Research from Norway examined whether a high dose of vitamin D3 is better than the standard dose in boosting bone mineral density (BMD) and decreasing bone turnover in post-menopausal women with low bone mass.
Results were published online in September 2011 (soon to be published in Osteoporosis International) in an article called “The effect of high-dose vitamin D on bone mineral density and bone turnover markers in post-menopausal women with low bone mass-a randomized controlled 1-year trial.”
This 1-year randomized double-blind controlled trial included 297 women (50 to 80 years old). Postmenopausal women (n=297) with a BMD T-score of ≤ -2.0 in the lumbar spine (L2-L4) or total hip were included. They were randomized to 6,500 IU vitamin D3/day (20,000 IU 2 times/week + 800 IU/day) or 800 IU vitamin D3/day (placebo 2 times/week + 800 IU/day). Both groups also took 1,000 mg of elemental calcium/day; the primary endpoint was a change in BMD in the lumbar spine (L2-L4) and total hip.
The study found that after 1 year, serum 25-hydroxyvitamin D (25(OH)D) increased (mean [SD]) from 71 (23) to 185 (34) nmol/l and from 71 (22) to 89 (17) nmol/l in the high- and standard-dose vitamin D3 groups, respectively.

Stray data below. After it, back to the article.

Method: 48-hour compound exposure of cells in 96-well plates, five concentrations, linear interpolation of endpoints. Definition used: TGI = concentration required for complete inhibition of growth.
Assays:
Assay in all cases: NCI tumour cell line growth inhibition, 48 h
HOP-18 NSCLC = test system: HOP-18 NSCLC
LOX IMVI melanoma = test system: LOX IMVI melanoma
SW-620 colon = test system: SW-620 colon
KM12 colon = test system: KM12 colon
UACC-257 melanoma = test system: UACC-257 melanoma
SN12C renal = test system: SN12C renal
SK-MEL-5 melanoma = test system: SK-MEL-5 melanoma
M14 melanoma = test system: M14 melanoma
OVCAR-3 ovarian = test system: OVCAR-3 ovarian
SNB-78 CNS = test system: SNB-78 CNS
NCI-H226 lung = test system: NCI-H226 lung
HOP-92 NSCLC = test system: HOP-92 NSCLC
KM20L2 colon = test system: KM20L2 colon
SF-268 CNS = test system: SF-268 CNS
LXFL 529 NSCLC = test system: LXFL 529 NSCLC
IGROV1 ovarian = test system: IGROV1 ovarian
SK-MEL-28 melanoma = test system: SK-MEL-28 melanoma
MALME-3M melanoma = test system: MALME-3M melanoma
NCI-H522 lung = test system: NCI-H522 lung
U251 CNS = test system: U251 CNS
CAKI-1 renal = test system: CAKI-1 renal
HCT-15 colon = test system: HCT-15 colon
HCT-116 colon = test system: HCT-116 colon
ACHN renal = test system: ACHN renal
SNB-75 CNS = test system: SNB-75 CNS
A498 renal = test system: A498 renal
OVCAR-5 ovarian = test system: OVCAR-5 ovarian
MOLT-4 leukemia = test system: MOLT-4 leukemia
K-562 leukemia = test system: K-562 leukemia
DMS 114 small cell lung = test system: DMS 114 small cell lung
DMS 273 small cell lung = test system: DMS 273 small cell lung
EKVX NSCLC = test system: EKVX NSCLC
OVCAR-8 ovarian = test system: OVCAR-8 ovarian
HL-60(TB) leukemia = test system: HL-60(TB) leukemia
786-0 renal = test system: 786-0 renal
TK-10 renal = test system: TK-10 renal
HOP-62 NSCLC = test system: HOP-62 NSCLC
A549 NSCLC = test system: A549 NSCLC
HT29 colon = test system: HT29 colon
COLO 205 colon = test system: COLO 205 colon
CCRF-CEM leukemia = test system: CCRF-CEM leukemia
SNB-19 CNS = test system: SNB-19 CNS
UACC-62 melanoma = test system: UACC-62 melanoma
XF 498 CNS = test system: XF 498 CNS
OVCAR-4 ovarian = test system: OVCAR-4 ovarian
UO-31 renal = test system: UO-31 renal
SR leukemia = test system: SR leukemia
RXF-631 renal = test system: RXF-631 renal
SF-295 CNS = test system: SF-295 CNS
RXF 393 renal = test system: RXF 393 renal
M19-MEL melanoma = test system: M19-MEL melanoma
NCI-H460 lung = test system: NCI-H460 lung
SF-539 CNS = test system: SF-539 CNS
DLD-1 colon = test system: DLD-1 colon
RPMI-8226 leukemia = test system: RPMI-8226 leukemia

Furthermore, BMD for all measurement sites was either unchanged or had slightly improved with no significant differences between the 2 groups. Bone turnover decreased in both groups, but the more significant reduction in serum levels of bone formation marker P1NP in the standard-dose group possibly indicates that it was more effective. It was also noted that adverse events did not differ between the 2 groups.
Researchers concluded that after 1 year, treatment with 6,500 IU vitamin D3/day was not superior to the standard dose of 800 IU/day in improving BMD in the spine and hip in vitamin D-replete post-menopausal women who had decreased bone mass and was less efficient in reducing bone turnover.